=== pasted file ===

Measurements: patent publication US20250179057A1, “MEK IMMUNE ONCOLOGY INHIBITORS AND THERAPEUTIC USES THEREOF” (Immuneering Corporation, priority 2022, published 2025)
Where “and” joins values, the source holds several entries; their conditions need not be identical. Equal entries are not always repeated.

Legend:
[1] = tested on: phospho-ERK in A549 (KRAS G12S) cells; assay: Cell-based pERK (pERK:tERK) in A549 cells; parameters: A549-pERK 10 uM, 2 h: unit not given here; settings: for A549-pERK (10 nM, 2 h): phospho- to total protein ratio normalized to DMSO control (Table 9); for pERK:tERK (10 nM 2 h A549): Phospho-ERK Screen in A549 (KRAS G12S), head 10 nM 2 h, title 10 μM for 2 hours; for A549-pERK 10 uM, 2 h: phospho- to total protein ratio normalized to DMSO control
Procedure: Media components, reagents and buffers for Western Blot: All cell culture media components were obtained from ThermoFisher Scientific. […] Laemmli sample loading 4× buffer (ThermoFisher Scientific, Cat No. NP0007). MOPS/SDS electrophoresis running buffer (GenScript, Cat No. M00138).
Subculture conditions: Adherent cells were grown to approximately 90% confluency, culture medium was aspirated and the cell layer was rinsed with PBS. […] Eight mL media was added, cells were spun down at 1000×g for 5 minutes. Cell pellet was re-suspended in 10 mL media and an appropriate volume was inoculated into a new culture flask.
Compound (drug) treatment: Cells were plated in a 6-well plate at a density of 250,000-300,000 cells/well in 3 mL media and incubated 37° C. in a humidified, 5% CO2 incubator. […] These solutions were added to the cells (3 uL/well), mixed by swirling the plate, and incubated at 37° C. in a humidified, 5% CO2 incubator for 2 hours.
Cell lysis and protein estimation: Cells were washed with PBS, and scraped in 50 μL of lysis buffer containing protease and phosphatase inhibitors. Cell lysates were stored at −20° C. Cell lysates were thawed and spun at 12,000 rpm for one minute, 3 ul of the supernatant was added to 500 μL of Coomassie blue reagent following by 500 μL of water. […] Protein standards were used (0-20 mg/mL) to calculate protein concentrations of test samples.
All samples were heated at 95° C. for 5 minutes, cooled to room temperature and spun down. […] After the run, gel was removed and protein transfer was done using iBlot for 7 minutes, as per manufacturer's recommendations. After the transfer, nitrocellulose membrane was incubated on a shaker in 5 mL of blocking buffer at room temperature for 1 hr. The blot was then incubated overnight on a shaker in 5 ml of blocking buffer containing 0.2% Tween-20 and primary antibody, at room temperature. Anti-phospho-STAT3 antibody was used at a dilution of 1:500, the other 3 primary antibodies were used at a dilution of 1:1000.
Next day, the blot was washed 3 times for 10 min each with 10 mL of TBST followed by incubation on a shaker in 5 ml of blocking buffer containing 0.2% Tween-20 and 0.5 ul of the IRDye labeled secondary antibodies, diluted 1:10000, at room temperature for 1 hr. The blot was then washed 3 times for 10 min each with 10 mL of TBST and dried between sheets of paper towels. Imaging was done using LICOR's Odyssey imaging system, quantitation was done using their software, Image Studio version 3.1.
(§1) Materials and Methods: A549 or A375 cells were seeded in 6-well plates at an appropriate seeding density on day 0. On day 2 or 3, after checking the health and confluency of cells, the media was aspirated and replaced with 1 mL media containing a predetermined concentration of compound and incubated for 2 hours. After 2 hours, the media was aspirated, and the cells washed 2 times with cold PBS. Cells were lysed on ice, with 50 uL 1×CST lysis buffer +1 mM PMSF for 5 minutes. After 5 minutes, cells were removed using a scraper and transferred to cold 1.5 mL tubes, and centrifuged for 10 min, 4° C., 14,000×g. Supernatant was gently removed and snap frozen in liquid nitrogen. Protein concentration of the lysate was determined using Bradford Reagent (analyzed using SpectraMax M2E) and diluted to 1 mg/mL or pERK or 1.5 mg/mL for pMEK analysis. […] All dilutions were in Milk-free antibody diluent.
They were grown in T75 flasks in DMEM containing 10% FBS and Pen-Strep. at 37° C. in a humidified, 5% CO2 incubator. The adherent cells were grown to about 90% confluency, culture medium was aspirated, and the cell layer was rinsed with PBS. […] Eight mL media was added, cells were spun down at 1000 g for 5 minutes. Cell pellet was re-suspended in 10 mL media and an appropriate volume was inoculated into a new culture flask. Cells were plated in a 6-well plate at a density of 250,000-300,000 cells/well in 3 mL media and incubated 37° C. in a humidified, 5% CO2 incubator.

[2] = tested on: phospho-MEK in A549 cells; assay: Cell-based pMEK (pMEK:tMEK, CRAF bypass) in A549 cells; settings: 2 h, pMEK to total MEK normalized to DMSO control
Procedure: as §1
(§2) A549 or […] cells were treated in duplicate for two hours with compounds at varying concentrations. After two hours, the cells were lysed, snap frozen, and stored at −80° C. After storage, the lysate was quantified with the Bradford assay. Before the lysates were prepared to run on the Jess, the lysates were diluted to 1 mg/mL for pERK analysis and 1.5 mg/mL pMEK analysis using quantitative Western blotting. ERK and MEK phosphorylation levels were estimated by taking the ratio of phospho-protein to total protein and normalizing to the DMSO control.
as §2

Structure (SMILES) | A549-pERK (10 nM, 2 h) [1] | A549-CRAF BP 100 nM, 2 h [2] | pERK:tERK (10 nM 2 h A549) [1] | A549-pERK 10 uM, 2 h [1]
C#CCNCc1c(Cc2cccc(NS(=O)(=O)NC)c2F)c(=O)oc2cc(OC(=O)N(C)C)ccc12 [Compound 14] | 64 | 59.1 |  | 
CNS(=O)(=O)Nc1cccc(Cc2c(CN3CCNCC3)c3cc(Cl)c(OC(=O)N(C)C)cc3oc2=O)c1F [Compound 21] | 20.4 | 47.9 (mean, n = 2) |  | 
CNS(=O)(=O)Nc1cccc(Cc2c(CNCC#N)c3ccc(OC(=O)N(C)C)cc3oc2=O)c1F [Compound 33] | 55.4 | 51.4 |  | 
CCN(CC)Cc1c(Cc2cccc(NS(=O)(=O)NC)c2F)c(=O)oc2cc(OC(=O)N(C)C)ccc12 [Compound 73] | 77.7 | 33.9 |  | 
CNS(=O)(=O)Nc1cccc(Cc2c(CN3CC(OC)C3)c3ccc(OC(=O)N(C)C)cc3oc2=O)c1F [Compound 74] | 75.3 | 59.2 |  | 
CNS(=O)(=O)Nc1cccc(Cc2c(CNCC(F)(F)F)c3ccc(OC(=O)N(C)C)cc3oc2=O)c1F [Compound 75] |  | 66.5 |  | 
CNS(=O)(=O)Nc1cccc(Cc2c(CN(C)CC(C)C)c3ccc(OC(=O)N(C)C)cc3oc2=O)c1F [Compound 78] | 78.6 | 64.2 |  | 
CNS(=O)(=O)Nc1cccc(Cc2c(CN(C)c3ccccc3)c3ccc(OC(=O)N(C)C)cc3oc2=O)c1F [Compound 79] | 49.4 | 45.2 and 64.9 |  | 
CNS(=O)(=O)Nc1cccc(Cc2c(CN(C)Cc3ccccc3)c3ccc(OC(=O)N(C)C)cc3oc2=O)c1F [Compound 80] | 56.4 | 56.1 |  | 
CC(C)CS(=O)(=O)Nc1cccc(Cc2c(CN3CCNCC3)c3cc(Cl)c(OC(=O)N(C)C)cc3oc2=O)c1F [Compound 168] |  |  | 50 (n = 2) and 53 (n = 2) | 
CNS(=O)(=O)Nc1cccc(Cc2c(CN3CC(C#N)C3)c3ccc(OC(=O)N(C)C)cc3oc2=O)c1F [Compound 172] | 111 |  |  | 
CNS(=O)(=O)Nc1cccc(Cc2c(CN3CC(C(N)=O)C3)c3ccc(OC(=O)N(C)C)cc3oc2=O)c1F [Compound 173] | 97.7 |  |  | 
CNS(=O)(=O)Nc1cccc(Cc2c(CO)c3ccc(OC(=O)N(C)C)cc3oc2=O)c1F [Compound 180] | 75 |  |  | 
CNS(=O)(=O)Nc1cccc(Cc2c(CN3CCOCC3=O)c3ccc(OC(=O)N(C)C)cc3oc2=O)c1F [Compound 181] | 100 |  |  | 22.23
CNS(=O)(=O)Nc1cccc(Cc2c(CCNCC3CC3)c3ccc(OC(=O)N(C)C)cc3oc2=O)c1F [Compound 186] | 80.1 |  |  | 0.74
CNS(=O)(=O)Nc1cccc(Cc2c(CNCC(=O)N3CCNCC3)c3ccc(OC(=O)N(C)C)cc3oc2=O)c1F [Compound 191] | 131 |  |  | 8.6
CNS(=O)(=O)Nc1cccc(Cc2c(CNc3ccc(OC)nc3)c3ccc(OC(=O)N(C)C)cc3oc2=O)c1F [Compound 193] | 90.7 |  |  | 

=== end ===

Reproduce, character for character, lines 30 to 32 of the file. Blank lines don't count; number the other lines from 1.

CNS(=O)(=O)Nc1cccc(Cc2c(CO)c3ccc(OC(=O)N(C)C)cc3oc2=O)c1F [Compound 180] | 75 |  |  | 
CNS(=O)(=O)Nc1cccc(Cc2c(CN3CCOCC3=O)c3ccc(OC(=O)N(C)C)cc3oc2=O)c1F [Compound 181] | 100 |  |  | 22.23
CNS(=O)(=O)Nc1cccc(Cc2c(CCNCC3CC3)c3ccc(OC(=O)N(C)C)cc3oc2=O)c1F [Compound 186] | 80.1 |  |  | 0.74